The traditional approach is to immediately allocate a RAM block of a given size, for example, 512 megabytes, at the start of the virtual machine (VM). Its disadvantage is in those moments when there is unused space in the VM memory, it may be missed in other VMs and the host system.

    Memory balling is a mechanism for dynamically (a) allocating host RAM for VMs as necessary and (b) returning unused blocks as they become available. Thanks to it, it becomes possible to simultaneously launch many VMs, the total amount of virtual RAM in which is more than the amount of physical RAM in the host system, provided that they do not use the maximum allowed volume all at once. Thanks to this, the memory of the host system is distributed among the VMs as flexibly as between ordinary processes.

    The creation of virtual resources that exceed physical in volume is indicated by the terms “overcommit” and “overselling” , beloved by many hosting companies .

    Balloning requires the coordinated operation of two software components:
    • MOM (memory overcommitment manager) in the host system, which changes the amount of RAM for the VM based on requests from it,
    • VMM (virtual memory manager) in a guest OS that interacts with MOM through a virtual PCI controller.

    MOM in the latest versions of KVM is turned on automatically, the old ones demanded to enable it using "kvm ... -balloon virtio" on the command line.

    Windows will see the guest device for communicating with the MOM hardware manager (devmgmt.msc) as an "unknown type of PCI standard RAM controller." Unlike virt-stor and virt-net, the driver for it will not be offered to install automatically. Instead, go to the device’s properties, select the update on the “Driver” tab and manually specify the path to balloon.inf on the VirtIO CD ( proof ). After that, the device is renamed to “VirtIO Balloon Driver”.


    By default, Windows 2003 allows you to turn off itself in the only way - enter the login password, select Start => "Shutdown", enter a note, click "OK". Of course, this approach is not acceptable on a VDS farm. KVM (and QEMU) can emulate ACPI. The "system_powerdown" command is similar to pressing the power button on a physical computer, but Windows will ignore it. It is treated with the following .reg file:
    Windows Registry Editor Version 5.00
    [HKEY_LOCAL_MACHINE\SOFTWARE\Microsoft\Windows NT\CurrentVersion\Windows]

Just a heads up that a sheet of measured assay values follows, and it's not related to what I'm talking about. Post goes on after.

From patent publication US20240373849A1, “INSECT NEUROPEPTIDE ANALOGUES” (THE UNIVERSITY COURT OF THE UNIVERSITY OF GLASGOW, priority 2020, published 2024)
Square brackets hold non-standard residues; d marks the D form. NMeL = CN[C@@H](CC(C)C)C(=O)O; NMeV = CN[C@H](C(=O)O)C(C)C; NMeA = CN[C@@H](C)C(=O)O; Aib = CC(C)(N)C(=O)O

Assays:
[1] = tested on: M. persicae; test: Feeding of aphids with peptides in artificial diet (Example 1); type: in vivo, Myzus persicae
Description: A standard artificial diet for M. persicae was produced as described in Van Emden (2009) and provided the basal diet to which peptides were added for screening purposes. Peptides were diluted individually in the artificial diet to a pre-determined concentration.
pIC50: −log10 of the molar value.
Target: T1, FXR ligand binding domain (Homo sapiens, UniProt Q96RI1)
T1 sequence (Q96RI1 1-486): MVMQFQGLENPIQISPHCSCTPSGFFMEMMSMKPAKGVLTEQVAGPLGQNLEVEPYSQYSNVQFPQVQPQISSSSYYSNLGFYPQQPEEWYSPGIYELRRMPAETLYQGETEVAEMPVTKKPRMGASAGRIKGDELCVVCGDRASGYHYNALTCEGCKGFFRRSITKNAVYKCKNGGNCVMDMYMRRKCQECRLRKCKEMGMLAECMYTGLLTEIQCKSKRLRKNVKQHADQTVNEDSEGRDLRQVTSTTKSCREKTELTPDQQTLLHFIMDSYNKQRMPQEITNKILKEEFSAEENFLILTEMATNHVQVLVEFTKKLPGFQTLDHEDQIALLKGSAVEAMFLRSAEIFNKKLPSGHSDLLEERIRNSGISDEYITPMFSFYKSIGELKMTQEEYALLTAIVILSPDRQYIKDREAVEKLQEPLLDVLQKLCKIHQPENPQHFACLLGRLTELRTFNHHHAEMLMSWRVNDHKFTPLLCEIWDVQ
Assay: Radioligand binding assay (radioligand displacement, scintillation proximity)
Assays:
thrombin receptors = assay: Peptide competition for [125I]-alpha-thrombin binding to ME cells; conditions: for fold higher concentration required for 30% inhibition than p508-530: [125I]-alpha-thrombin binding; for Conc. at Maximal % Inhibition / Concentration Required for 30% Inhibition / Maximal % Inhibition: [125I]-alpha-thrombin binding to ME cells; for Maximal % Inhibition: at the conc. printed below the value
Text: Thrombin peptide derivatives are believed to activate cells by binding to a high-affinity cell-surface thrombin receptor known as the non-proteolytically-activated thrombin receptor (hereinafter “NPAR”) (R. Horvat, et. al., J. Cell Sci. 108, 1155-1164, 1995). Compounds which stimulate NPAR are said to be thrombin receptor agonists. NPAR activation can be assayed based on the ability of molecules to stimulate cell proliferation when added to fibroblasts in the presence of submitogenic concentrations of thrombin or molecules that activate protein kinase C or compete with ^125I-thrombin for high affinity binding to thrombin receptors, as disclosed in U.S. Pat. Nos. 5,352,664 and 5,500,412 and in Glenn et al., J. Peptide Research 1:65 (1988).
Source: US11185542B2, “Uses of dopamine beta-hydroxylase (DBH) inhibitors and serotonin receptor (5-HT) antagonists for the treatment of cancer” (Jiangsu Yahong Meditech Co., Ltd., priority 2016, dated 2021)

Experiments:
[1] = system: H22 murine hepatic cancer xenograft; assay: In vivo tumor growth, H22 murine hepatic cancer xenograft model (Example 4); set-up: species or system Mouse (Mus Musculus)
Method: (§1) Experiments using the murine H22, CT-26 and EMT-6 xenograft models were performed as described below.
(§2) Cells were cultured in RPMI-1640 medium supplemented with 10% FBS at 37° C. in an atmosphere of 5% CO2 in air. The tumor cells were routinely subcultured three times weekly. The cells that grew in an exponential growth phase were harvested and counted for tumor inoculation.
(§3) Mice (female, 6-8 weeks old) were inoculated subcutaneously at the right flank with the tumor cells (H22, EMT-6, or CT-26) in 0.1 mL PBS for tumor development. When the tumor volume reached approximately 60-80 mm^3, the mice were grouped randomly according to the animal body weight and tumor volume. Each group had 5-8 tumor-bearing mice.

It is in a ready-to-run form:

    Original source with detailed explanations:


    If the image of the guest disk is stored on the VDS farm as a file, the caching of guest files may turn out to be double - first, the guest OS caches them when accessing the virtual disk, then the farm OS when accessing the physical one.

    In total, 3 main modes are possible :
    • none - the host system does not cache the image file either for reading or writing
    • writeback - write immediately, reading is cached
    • writethrough - read and write are cached

    In different versions of qemu / kvm and in different operating systems, different modes can be used by default. For example, Qemu prior to version 1.2 uses writethrough, 1.2 switched to writeback, cache = none is selected in Proxmox.

    Without exception, sources on the Web advise against using writethrough as the slowest. According to a subjective assessment, writeback is optimal for VMs with Windows, none for VMs with Linux and FreeBSD.

    Network hangs

    The only serious problem that the KVM error definitely causes is the freezing of the guest network during heavy traffic: (besides the error description itself, there are important links to other bugtrackers).

    The recommendations proposed by the participants in the discussion (updating qemu-kvm and the kernel, changing command line parameters, using vhost-net), unfortunately, have not yet been able to solve it.

    With each freeze, you have to go to the VM console via VNC and reset the network interface, after which the traffic starts to go normal again.

    You can automate this action in Windows using AutoIt if you create the PingFailed_ResetNic.au3 file and call it by the Task Manager every few minutes:
    #include «EventLog.au3»Local$PingHost = ""
    Local $Interface = "LAN"
    Ping($PingHost, 250)
    If @error = 0 Then Exit
    Local $hEventLog = _EventLog__Open("", "RestartNicOnPingFailure")
    Local $aEmpty[1] = [0]
    _EventLog__Report($hEventLog, 2, 0, 1, "", "Restart NIC " & Interface & " on failed ping to " & PingHost, $aEmpty)
    RunWait("netsh interface set interface " & $Interface & " DISABLED", "", @SW_HIDE)
    RunWait("netsh interface set interface " & $Interface &  " ENABLED", "", @SW_HIDE)

    Option for CMD.EXE:

    Such a "solution" may not always be considered satisfactory, but in some cases it is enough to reduce the negative effect to an acceptable minimum, allowing you to wait for the release of the fix instead of more drastic measures.